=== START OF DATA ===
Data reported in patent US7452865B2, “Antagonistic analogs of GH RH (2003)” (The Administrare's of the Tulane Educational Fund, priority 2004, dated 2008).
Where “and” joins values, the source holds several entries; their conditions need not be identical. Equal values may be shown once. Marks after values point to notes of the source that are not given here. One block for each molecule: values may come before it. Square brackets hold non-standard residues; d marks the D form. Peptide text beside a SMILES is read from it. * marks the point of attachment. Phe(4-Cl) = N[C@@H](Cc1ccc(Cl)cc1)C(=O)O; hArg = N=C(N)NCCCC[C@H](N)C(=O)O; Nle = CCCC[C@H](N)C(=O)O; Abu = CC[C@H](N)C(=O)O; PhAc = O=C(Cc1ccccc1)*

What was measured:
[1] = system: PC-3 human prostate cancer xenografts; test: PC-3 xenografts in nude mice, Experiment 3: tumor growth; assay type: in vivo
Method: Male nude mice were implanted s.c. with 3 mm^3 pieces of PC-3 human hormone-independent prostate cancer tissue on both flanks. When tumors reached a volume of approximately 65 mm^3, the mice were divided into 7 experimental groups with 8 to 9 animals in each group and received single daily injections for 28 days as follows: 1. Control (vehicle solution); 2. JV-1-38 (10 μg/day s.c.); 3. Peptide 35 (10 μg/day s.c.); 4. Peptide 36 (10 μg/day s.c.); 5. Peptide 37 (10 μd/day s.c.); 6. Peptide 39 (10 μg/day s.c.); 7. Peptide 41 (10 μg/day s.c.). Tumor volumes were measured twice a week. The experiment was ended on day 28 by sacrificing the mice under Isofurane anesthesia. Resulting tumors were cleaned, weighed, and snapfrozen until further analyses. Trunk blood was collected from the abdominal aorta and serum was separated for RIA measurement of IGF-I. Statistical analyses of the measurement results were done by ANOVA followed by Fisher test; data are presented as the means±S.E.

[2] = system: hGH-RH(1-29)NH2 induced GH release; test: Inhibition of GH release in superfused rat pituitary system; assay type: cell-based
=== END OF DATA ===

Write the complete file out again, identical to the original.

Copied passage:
Data reported in patent US7452865B2, “Antagonistic analogs of GH RH (2003)” (The Administrare's of the Tulane Educational Fund, priority 2004, dated 2008).
Where “and” joins values, the source holds several entries; their conditions need not be identical. Equal values may be shown once. Marks after values point to notes of the source that are not given here. One block for each molecule: values may come before it. Square brackets hold non-standard residues; d marks the D form. Peptide text beside a SMILES is read from it. * marks the point of attachment. Phe(4-Cl) = N[C@@H](Cc1ccc(Cl)cc1)C(=O)O; hArg = N=C(N)NCCCC[C@H](N)C(=O)O; Nle = CCCC[C@H](N)C(=O)O; Abu = CC[C@H](N)C(=O)O; PhAc = O=C(Cc1ccccc1)*

What was measured:
[1] = system: PC-3 human prostate cancer xenografts; test: PC-3 xenografts in nude mice, Experiment 3: tumor growth; assay type: in vivo
Method: Male nude mice were implanted s.c. with 3 mm^3 pieces of PC-3 human hormone-independent prostate cancer tissue on both flanks. When tumors reached a volume of approximately 65 mm^3, the mice were divided into 7 experimental groups with 8 to 9 animals in each group and received single daily injections for 28 days as follows: 1. Control (vehicle solution); 2. JV-1-38 (10 μg/day s.c.); 3. Peptide 35 (10 μg/day s.c.); 4. Peptide 36 (10 μg/day s.c.); 5. Peptide 37 (10 μd/day s.c.); 6. Peptide 39 (10 μg/day s.c.); 7. Peptide 41 (10 μg/day s.c.). Tumor volumes were measured twice a week. The experiment was ended on day 28 by sacrificing the mice under Isofurane anesthesia. Resulting tumors were cleaned, weighed, and snapfrozen until further analyses. Trunk blood was collected from the abdominal aorta and serum was separated for RIA measurement of IGF-I. Statistical analyses of the measurement results were done by ANOVA followed by Fisher test; data are presented as the means±S.E.

[2] = system: hGH-RH(1-29)NH2 induced GH release; test: Inhibition of GH release in superfused rat pituitary system; assay type: cell-based